As expected, Saline City Council voted to “opt out” of retail marijuana businesses. However, at the suggestion of Mayor Brian Marl, council also agreed to re-examine the issue when the state has regulatory and licensing procedures in place.
Council voted unanimously to approve the opt-out language.
Citizens of Michigan voted to legalize recreational marijuana in November. The ballot proposal gives municipalities the right to opt out of allowing marijuana businesses in their jurisdictions.
At a previous council meeting, council reached consensus it would opt out of marijuana businesses – though their concerns were vague. Council appeared worried allowing marijuana businesses might leave the city vulnerable until the state creates its regulatory framework.
Mayor Brian Marl is the one member of council who has publicly state an opinion on the marijuana legalization proposal. While he was personally opposed to the plan, he’s also one of two council members who’ve shown any interest in giving citizens the ability to buy the now-legal substance in their own community. Marl said he was “very torn” on the marijuana business issue. He said voted against the November ballot proposal because it was “inartfully written.” At the same time, more than 57 percent of Saline residents voted to legalize marijuana. Marl has said several times he respects the sanctity of elections and noted the proposal won by a landslide in Saline.
Marl went along with a majority of council in supporting the “opt out” option, but suggested the city revisit the issue in six months.
“Let’s see where the state is with its regulatory framework and licensing procedures. It doesn’t mean we would make any changes at that time,” Marl said.
Councilor Christen Mitchell also said she was more open to retail marijuana establishments after speaking with residents and business owners.
Councilor Janet Dillon said if the state’s Department of Licensing and Regulatory Affairs develops procedures before then, city council shouldn’t wait to review them. Marl saw Dillon’s point as friendly.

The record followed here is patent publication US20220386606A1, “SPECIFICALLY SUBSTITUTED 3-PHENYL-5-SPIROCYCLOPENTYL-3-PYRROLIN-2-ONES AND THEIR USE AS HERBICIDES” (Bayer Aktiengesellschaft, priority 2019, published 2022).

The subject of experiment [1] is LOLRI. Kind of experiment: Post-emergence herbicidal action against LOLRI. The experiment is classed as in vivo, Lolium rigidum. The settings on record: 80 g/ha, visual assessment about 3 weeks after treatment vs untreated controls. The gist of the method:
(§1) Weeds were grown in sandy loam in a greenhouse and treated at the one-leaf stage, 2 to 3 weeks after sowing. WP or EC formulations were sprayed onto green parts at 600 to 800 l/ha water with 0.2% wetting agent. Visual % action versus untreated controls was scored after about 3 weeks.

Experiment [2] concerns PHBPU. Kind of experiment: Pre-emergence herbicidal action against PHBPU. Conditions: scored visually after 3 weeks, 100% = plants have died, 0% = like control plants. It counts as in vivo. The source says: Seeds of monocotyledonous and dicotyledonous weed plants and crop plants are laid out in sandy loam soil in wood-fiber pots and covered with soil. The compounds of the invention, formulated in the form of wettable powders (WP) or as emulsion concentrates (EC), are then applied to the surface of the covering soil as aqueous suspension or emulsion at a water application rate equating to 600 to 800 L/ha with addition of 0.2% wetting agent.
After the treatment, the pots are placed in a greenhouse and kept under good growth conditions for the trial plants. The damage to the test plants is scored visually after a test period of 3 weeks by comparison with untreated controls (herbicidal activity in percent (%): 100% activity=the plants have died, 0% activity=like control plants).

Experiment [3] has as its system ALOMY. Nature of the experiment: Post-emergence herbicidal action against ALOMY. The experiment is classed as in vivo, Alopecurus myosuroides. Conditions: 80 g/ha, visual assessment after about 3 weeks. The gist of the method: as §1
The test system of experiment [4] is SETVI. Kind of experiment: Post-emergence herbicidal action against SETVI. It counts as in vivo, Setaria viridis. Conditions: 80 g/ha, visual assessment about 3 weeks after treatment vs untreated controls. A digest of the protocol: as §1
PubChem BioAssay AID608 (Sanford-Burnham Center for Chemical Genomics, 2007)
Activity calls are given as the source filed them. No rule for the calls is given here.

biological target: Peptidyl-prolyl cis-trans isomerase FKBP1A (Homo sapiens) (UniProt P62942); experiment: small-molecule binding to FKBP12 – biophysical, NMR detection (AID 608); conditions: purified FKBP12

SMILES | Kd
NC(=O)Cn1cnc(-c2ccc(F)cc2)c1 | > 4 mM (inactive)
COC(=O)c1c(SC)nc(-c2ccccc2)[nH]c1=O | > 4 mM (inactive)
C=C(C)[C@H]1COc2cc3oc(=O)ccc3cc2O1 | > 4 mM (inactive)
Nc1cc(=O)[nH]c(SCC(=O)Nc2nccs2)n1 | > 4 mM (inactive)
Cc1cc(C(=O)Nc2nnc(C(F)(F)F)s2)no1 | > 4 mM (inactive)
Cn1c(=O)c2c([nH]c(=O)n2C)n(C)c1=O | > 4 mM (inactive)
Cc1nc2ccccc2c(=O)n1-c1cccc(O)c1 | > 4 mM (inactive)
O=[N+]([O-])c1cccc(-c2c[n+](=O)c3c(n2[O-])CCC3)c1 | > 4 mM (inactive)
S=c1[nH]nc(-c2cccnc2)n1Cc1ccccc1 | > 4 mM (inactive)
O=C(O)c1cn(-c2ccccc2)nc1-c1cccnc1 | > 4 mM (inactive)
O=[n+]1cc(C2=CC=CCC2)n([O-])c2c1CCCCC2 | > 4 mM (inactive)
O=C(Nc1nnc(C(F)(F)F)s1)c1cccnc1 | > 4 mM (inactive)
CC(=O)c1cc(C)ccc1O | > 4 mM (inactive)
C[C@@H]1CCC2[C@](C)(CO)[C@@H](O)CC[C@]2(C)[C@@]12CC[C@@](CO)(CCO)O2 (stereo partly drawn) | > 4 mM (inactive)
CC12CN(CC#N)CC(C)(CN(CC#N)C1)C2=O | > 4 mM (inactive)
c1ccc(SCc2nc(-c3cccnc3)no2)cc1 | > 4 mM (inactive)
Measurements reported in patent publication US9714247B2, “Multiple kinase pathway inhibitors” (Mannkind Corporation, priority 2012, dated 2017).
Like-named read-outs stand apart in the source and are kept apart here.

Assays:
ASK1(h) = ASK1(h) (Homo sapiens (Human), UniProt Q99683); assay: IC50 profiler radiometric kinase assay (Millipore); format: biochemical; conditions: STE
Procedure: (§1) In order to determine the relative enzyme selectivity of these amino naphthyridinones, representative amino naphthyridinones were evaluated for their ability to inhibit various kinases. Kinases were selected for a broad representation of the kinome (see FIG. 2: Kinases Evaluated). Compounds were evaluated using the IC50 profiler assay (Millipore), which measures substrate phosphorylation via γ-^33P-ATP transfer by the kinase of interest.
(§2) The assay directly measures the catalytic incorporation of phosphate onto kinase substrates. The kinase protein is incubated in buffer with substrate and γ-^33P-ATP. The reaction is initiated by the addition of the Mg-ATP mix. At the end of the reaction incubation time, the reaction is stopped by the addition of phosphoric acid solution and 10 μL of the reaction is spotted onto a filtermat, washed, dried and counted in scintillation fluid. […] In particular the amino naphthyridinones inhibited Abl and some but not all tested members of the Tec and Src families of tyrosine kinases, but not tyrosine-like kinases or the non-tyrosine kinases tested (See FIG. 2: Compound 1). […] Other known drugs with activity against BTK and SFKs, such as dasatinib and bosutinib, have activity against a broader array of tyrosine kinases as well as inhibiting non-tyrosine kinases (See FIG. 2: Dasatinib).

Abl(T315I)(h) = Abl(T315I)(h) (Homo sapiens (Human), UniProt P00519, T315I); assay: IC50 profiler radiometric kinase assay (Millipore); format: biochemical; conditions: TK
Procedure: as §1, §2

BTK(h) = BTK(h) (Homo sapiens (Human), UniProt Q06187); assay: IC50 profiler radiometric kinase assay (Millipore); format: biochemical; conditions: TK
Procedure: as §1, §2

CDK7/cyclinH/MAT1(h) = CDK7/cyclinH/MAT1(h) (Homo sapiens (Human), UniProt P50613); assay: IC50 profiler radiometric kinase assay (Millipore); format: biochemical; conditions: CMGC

Councilor Jack Ceo, former Deputy Police Chief for Saline, recently attended a police chiefs association meeting with Saline Chief Jerrod Hart. Speakers including prosecuting attorneys from Wayne and Oakland counties.
“Both offered the opinion that people might be well served to opt out at this time and give the state as much as three to five years to figure out how this will settle out,” Ceo said. “I think we’re being very optimistic if we expect anything at the six-month juncture.”
City Attorney Roger Swets explained that after a year, if the state hasn’t come up with regulations and the city hasn’t opted out, the city could face a “free-for-all” and “anything would be allowed.”
The city’s law firm has drafted an ordinance prohibiting commercial marijuana establishments. It will go before the planning commission in January.
Voters can overrule city council’s decision to opt out. A petition signed by a little more than 250 registered voters would put the question on a referendum during the next regular election.
The city does not allow medical marijuana dispensaries.
Council also discussed other regulations on personal use of marijuana. Should council prohibit public consumption of marijuana? Should marijuana consumption be allowed in private clubs? Should the city set an age limit for consumption? While the state may rule on these issues eventually, the city could adopt its own rules, Swets said.